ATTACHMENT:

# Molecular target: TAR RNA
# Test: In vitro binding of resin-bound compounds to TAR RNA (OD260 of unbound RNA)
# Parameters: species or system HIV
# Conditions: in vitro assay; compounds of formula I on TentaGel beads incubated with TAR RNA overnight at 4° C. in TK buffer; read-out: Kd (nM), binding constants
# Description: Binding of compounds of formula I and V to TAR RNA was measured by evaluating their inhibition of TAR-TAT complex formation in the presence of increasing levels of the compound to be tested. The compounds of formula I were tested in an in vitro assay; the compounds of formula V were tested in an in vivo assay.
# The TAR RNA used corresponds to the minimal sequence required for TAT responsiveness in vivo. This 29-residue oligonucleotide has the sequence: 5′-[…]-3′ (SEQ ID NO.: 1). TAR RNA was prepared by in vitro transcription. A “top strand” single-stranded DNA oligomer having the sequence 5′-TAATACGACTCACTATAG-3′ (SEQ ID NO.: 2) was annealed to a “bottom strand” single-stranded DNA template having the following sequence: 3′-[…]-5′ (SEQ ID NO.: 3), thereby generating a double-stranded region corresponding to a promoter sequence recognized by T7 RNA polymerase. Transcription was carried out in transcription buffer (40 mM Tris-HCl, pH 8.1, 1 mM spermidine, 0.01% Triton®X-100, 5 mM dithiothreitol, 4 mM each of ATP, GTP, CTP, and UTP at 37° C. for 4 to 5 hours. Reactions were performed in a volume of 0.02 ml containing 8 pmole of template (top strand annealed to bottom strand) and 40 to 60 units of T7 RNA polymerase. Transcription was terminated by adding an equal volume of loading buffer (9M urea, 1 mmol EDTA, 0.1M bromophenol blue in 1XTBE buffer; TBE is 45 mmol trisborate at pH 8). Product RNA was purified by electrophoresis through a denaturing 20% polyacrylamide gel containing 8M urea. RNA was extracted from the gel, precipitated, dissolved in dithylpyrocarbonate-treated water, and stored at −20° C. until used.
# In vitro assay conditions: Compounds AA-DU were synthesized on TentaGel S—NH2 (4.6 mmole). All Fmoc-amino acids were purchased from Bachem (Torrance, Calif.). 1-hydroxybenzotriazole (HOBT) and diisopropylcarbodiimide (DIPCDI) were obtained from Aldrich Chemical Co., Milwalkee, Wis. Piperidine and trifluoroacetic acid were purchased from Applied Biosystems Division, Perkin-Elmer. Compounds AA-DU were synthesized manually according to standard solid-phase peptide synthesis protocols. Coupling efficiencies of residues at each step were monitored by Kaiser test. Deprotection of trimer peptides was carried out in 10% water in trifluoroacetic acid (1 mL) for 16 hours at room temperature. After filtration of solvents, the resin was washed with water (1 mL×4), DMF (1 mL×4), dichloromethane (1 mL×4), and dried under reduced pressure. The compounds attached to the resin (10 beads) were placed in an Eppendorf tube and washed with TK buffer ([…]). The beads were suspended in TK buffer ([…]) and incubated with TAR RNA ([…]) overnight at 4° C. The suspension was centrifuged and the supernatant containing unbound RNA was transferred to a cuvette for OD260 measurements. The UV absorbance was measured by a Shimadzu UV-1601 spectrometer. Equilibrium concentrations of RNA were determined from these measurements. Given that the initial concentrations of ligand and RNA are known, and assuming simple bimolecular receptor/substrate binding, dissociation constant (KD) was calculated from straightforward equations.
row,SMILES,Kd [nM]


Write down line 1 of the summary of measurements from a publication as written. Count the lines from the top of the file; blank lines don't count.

# Molecular target: TAR RNA